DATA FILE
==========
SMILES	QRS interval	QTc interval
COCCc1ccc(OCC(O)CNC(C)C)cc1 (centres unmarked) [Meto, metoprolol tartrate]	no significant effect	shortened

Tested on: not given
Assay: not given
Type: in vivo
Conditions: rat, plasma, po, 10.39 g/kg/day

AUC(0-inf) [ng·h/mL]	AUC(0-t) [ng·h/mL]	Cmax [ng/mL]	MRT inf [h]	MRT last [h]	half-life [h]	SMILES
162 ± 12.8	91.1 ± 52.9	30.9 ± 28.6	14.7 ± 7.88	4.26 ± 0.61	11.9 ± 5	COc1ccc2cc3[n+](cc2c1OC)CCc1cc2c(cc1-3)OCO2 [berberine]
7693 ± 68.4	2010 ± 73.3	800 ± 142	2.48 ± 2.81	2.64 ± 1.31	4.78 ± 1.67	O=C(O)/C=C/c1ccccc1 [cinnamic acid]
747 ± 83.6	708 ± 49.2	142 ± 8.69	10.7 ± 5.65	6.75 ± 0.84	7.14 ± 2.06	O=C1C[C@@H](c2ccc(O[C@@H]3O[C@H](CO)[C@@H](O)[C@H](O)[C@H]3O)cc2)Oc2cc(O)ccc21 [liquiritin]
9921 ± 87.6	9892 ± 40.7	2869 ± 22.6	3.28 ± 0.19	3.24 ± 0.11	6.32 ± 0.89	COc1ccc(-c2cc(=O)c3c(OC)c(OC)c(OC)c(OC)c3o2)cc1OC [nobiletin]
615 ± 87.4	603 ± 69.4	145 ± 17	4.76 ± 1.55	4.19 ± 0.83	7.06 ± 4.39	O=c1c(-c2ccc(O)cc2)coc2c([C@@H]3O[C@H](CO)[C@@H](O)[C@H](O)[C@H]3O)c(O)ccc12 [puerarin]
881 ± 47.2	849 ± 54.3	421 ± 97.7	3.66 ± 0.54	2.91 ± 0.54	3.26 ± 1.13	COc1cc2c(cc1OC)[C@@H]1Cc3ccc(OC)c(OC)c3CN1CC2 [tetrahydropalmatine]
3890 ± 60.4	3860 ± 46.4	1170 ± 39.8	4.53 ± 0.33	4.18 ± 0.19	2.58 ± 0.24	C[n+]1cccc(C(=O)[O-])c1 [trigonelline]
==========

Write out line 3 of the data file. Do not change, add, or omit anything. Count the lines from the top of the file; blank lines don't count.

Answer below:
Tested on: not given